Last night I was browsing Amazon, intending to finally purchase a copy of The Lord of the Rings. I've always wanted a set of my own, and I had some Christmas money to use to buy it. The experience made me realize just how picky I can be about the books I buy, particularly if it's a book that I care about. This is one of them. I actually did not purchase any copy as I finally decided this one was too important to not buy in a bookstore and physically handle the books before making the purchase.
The first thing that I want in any book that I anticipate being read repeatedly is a hardback cover. Paperbacks just don't hold up well. I don't know how libraries manage with the decline in quality books. Achieving this desire is complicated by multiple collector's editions that were purported to be leather covers. That sounds like a decoration piece to me, not something intended to be well-read and well-loved. I want hardback. End of discussion.
Binding. This is where my nerdiness really starts taking monstrous form. I'm actually picky about binding. Or I would be if the manufacturers actually made books with sewn binding. That's right. Sewn. Not glued. The vast majority of books these days have glued binding, and it falls apart after three to five readings. Not something you want in a book that you would one day like to pass down to your children and grandchildren. Most Bibles still have sewn binding in anticipation of being read often. It's another quality in manufacturing that I'm sure librarians around the country are constantly bemoaning. Or at least the ones in my old home-town library were.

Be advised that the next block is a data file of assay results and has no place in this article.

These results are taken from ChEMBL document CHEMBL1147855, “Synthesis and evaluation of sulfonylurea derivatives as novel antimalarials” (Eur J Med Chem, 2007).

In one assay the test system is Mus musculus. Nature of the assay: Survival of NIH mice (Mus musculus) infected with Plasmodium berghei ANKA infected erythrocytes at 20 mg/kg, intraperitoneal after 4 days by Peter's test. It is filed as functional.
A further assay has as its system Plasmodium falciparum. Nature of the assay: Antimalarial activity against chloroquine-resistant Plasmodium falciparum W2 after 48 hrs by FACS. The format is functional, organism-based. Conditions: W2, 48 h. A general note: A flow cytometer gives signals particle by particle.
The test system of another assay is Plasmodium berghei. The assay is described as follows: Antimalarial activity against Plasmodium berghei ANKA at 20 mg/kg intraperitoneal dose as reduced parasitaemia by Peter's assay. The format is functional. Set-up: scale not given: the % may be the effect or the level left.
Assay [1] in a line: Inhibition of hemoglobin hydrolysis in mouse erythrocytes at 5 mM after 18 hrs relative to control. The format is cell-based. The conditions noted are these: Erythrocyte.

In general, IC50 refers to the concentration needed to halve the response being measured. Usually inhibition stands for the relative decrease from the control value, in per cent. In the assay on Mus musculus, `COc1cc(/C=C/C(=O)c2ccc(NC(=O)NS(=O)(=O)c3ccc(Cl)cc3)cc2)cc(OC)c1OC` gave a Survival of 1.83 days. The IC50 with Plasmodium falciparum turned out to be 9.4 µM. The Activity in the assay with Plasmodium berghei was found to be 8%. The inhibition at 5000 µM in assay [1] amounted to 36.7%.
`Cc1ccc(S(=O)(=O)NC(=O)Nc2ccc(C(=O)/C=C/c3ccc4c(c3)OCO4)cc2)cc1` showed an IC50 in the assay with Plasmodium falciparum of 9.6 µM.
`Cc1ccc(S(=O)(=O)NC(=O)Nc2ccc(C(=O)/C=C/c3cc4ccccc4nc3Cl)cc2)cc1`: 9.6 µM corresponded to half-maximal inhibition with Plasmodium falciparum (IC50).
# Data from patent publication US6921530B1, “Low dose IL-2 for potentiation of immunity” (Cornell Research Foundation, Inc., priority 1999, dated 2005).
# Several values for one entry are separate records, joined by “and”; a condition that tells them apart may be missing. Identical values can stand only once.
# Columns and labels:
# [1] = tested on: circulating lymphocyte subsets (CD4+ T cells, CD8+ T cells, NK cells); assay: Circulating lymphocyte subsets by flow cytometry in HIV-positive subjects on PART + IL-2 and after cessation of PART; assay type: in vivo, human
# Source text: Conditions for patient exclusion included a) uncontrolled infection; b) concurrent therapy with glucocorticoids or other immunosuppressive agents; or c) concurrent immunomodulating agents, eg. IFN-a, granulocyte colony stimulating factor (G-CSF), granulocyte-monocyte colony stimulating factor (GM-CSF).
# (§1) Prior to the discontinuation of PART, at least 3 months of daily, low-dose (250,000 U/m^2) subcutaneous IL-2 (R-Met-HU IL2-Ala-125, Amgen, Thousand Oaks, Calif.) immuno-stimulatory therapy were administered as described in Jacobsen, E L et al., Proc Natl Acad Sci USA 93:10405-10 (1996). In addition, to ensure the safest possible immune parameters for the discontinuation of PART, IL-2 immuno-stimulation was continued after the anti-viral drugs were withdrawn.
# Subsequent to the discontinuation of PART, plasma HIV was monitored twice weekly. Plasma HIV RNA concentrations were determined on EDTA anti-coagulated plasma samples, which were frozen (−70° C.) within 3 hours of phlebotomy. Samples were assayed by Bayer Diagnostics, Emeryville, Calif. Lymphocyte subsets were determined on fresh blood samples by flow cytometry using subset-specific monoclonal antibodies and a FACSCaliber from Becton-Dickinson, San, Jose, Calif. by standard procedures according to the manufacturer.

A few years back, someone decided to make a movie--or rather a trilogy of movies--based on my beloved childhood tale. I'm not saying it was an awful idea, but there's one thing that this spawns that I absolutely cannot stand. They print books with covers with movie art. I don't want Elijah Wood's face on my copy of The Fellowship of the Ring. Nothing against him personally, I just don't like it. It was extremely hard to tell online if the books had movie art on them, so it was another factor to me deciding to simply buy in person.
The online reviews were a nightmare. They were very helpful in a way. One of them specifically warned about an edition that was riddled with typographical errors, definitely something I would try to avoid purchasing. The problem was that I was finding the exact same reviews on multiple editions of the same book. How was I supposed to know which one they were talking about? It was highly frustrating.
In the end I decided that I haven't been inside a bookshop in quite a while and it would probably be good therapy to hold new books again in the near future. I can judge for myself the cover, binding, and illustrations, and hopefully make sure I don't get a copy full of misspelled words. Now to see what bookstores are in my area...